In the affable college town of Morgantown, West Virginia—home of the WVU Mountaineers—the unsuspecting visitor encounters a very strange viaduct-like structure presiding over some of the most prominent downtown streets.
What is it? It’s certainly not on the same scale as the Chicago Transit Authority’s rail system—the “el” (short for “elevated rail), but then, does anyone expect Morgantown, with just 30,000 people, to warrant a network of that size? It looks a bit more like the more obscure but hardly unknown, and largely infamous, People Mover in Detroit, which forms a three-mile ring around the Motor City’s downtown area, though it’s not as wide as this Morgantown incarnation, since it only offers service in a single direction (one of the People Mover’s most fatal of flaws). One could also compare its appearance to the point-to-point service of the privately funded, now-defunct Clarion People Mover, a dual-track operation in Indianapolis that navigated hospital employees, students, and patients across the medical campus throughout its 15-year life cycle. The Indianapolis example closed at the end of 2018 when the hospitals determined the maintenance costs exceeded the benefit; they resumed shuttle service in 2019.
But this Morgantown variant is not a People Mover. It’s essentially the world’s only surviving example of Personal Rapid Transit (PRT), operating since 1975 as a mostly grade-separated means of reaching various destinations, based on individual preference—a system that the federal government partnered with the State and City to pilot, capitalizing on Morgantown’s rugged topography, its sprawling West Virginia University Campus, and the high proportion of non-vehicle-owning students. With five stations and a 3.5-mile route that is mostly overhead (about one-third is underground or at surface level), the Personal Rapid Transit uniquely allows the user to specify the destination, and the vehicles will bypass stations to get there. There’s the distinction between it and most other forms of mass transit: in some regards it operates more like a taxi service on a concrete, magnetically induced track/guideway.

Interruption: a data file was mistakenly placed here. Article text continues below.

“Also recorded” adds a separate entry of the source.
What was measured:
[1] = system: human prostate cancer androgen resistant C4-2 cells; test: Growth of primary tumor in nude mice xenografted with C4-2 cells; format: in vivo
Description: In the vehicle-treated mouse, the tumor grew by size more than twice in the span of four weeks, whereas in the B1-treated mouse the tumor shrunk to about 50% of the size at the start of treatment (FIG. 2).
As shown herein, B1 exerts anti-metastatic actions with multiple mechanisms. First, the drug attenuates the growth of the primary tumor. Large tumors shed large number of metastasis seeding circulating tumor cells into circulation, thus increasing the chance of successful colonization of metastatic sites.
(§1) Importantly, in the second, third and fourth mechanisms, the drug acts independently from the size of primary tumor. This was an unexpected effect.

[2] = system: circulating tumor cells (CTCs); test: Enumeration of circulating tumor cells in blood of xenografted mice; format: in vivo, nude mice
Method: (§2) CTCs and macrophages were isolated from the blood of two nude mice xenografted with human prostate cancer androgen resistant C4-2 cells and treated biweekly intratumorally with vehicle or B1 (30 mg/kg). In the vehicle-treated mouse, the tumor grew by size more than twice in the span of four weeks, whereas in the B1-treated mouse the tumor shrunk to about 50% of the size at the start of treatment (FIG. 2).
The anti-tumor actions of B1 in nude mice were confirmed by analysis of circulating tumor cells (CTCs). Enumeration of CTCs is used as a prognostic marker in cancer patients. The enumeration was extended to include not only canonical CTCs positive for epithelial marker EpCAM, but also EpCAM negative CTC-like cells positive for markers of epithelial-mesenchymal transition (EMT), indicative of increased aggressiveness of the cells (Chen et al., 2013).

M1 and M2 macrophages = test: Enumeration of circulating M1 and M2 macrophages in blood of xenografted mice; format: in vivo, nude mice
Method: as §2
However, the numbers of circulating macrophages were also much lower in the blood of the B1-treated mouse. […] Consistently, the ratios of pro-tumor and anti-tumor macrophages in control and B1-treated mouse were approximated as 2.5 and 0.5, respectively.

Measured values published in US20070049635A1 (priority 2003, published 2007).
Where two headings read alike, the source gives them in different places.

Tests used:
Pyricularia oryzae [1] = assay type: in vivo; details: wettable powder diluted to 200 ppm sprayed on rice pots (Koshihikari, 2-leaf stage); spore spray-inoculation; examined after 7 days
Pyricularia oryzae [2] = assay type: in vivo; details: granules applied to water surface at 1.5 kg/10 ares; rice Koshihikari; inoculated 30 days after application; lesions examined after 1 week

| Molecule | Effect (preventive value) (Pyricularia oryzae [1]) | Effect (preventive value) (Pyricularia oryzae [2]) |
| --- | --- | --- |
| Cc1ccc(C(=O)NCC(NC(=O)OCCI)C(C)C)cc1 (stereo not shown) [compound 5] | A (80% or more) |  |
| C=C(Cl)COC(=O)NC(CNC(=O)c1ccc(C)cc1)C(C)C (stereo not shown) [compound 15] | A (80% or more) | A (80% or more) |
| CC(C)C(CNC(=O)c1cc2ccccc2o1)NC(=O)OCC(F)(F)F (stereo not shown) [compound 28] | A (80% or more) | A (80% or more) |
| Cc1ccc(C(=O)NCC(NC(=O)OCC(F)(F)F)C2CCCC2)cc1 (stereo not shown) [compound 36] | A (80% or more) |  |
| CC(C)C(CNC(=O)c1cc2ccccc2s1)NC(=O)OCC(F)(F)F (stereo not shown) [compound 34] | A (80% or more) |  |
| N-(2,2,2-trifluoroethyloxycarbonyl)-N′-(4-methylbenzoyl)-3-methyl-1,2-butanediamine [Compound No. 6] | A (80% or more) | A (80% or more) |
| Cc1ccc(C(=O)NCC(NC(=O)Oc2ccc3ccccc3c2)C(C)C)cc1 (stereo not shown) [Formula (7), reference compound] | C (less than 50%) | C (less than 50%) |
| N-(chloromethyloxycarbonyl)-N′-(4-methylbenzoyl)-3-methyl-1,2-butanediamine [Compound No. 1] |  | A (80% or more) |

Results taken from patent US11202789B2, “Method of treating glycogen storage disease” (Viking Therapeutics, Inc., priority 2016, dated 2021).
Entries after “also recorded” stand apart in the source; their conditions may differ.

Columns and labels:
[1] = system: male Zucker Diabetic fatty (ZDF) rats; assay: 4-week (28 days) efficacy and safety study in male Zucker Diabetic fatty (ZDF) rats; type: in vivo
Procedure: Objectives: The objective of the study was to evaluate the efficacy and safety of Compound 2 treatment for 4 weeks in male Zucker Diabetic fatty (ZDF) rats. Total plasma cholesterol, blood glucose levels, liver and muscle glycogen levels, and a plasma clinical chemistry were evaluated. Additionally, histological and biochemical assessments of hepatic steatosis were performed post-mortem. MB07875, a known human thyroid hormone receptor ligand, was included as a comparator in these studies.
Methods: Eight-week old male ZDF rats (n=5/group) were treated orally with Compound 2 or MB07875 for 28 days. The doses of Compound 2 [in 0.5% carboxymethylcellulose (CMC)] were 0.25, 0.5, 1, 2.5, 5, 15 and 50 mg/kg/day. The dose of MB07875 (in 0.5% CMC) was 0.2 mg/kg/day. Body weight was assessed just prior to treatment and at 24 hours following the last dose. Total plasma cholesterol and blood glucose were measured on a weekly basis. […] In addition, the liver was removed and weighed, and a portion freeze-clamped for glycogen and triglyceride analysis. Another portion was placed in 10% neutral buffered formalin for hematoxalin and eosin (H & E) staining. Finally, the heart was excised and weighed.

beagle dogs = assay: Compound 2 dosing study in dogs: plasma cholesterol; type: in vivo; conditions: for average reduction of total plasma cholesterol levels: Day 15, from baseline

I don’t think it’s fair for me to write much more extensively about Personal Rapid Transit, since I have yet to try the Morgantown example. (One of these days.) But it’s remarkable because it’s the only example in the United States, it has survived with reasonably good use for over forty years, even amidst some upgrades in the early 2010 to improve reliability, which has always remained above 90% and usually above 95%. In the last decade, other replications of PRT have appeared, mostly in Asia, but it remains a novelty.
And I suspect that, at least in my lifetime, it will never expand beyond the novelty status. Color me cynical, but the very presence of this infrastructure in Morgantown underlies the paradoxical nature of Personal Rapid Transit’s intent: it aims to move large numbers of people collectively, but the notion that one can specify where one would like to go erodes the possibility of collective success. Supposedly the PRT cars in Morgantown can hold up to 20 people comfortably. How do the 20 individuals decide who gets preference, if they all don’t seek to end up at the same station? Wouldn’t there have to be some level of bargaining, and the optimal solution would result so that the outvoted sheep simply leave the car and choose to embark on the next one that arrives? Since I’m speaking out of ignorance, I’m certainly open the discussion to those who understand better or have used it regularly. Perhaps more importantly, as long as trains require some sort of track (which, one presumes, underlies the very definition of a train), the idea of personalization on par with a taxi or ride-sharing app isn’t feasible unless overhead concrete were to become as prevalent in a city landscape as streets and sidewalks. Such an approach is probably politically unacceptable from both a budgetary and aesthetic standpoint.